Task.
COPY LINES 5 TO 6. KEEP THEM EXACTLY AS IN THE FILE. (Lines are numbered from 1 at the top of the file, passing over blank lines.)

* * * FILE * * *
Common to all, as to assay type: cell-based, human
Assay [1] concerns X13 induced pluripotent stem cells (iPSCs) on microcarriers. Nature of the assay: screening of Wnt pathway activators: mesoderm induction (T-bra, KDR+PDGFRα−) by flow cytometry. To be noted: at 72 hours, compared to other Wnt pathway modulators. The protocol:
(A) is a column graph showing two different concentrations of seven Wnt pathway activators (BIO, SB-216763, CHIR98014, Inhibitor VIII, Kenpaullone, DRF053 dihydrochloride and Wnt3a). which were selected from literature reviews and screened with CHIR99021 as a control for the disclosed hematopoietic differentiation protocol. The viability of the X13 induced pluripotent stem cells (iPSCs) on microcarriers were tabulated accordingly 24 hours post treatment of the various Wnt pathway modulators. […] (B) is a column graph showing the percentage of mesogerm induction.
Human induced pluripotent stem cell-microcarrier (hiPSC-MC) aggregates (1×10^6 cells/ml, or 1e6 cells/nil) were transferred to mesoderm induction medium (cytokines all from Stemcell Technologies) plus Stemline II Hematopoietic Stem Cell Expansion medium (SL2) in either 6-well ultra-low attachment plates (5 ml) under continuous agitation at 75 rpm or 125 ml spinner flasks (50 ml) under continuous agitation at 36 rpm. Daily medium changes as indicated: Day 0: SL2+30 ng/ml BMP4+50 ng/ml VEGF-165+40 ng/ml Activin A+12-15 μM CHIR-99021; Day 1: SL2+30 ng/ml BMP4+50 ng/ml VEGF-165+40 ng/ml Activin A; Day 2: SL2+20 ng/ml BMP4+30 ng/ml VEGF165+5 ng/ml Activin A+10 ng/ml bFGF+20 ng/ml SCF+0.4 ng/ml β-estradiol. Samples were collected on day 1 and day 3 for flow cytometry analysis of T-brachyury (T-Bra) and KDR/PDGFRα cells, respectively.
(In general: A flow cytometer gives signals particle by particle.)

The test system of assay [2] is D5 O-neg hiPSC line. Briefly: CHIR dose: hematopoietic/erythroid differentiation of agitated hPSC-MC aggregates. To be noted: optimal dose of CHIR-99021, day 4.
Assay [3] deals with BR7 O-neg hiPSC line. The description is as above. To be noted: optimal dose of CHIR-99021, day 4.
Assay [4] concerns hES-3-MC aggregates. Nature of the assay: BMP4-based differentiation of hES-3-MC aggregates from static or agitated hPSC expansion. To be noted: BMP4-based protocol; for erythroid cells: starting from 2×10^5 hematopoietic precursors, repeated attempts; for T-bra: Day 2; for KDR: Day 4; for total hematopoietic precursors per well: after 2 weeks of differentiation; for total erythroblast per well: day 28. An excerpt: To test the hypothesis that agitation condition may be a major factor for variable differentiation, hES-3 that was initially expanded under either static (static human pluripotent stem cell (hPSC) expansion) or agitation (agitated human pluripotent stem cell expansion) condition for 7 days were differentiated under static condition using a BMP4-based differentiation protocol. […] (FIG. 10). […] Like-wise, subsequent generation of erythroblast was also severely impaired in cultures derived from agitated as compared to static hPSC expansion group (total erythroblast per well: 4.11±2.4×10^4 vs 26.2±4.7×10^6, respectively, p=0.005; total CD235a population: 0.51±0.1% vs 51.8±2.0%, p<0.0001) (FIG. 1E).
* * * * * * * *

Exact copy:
(In general: A flow cytometer gives signals particle by particle.)

The test system of assay [2] is D5 O-neg hiPSC line. Briefly: CHIR dose: hematopoietic/erythroid differentiation of agitated hPSC-MC aggregates. To be noted: optimal dose of CHIR-99021, day 4.